Radiocarbon-based investigations into the authenticity of Mesoamerican artefacts in museum contexts


  • P. Erdil
  • M. Kuitems
  • M. Berger
  • M.W. Dee



Mesoamerica, pre-Columbian artefacts, radiocarbon dating, authentication, museum studies


In this article, radiocarbon dating has been used as a tool for investigating the authenticity of two Mesoamerican artefacts from the collection of the National Museum of World Cultures (Museum Volkenkunde), Leiden, the Netherlands. The first artefact is a ceremonial Aztec, possibly a tecpatl, knife, and it is presumed to date to 1300–1500 CE. The second object is a decorated Mixtec skull, presumed to date to 1400–1520 CE. The efficacy of radiocarbon dating was thoroughly tested in this study, especially in regard to the tiny quantities that could be sampled from the skull. However, with the newly revamped radiocarbon facility at the University of Groningen, this was an opportune moment to attempt such research.  Ultimately, a credible result could not be obtained on the skull; however, the ceremonial knife was dated reliably to the Aztec period. The article also discusses the broader issue of whether radiocarbon results can be used as a definitive proof of authenticity and examines the risk-reward nature of radiocarbon testing.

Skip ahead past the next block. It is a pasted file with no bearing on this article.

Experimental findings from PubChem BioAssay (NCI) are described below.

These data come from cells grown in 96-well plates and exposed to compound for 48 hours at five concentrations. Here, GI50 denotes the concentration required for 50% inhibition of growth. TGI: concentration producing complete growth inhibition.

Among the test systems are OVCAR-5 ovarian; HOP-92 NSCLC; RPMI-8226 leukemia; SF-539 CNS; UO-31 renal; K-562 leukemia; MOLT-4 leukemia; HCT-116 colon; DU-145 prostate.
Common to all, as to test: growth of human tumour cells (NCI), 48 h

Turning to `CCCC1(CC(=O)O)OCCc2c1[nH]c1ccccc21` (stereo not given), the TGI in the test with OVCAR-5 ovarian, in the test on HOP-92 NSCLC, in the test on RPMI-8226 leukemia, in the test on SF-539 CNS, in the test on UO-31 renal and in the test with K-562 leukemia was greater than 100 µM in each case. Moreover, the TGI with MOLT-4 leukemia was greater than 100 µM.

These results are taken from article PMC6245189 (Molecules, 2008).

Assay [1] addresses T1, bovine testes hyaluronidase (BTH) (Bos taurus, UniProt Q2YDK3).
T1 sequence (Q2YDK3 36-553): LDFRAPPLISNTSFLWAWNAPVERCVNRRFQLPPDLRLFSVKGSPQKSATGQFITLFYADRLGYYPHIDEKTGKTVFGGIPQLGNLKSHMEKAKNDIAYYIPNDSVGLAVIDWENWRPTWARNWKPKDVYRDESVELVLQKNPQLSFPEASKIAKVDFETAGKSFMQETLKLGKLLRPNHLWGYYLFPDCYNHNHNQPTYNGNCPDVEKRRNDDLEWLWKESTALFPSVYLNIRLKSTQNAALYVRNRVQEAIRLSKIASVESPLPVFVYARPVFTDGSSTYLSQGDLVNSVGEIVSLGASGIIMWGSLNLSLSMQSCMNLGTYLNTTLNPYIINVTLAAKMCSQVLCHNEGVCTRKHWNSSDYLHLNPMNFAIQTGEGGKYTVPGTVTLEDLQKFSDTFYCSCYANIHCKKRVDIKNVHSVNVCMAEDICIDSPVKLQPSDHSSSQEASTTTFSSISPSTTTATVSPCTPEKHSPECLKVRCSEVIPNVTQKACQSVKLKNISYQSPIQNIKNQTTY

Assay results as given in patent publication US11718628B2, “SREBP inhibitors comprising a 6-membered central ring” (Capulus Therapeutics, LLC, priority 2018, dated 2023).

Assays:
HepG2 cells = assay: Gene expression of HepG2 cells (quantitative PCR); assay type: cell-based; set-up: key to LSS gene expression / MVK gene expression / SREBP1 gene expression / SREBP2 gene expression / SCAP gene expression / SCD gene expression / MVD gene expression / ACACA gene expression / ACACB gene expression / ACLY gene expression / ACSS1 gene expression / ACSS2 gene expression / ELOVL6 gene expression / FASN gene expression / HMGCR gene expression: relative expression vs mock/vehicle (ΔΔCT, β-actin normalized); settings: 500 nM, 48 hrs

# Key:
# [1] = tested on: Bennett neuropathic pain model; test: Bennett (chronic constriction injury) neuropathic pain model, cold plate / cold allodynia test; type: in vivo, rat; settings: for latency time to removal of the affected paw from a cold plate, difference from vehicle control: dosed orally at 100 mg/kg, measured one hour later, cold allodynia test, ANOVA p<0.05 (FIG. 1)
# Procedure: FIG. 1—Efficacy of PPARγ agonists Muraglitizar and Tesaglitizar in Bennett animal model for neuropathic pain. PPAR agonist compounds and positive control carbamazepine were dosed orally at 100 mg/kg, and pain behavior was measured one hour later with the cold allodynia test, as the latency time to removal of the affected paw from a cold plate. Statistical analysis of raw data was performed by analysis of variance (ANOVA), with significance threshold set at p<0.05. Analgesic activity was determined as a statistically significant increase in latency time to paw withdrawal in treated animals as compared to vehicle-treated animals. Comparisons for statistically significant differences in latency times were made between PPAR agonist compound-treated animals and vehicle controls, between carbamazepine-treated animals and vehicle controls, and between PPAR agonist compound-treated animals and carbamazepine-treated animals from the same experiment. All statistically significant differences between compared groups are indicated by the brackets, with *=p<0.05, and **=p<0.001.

Author Biographies

P. Erdil

Groningen Institute of Archaeology, University of Groningen & Centre for Isotope Research, University of Groningen.

M. Kuitems

Centre for Isotope Research, University of Groningen.

M. Berger

National Museum of World Cultures, Leiden & Faculty of Archaeology, Leiden University.

M.W. Dee

Centre for Isotope Research, University of Groningen.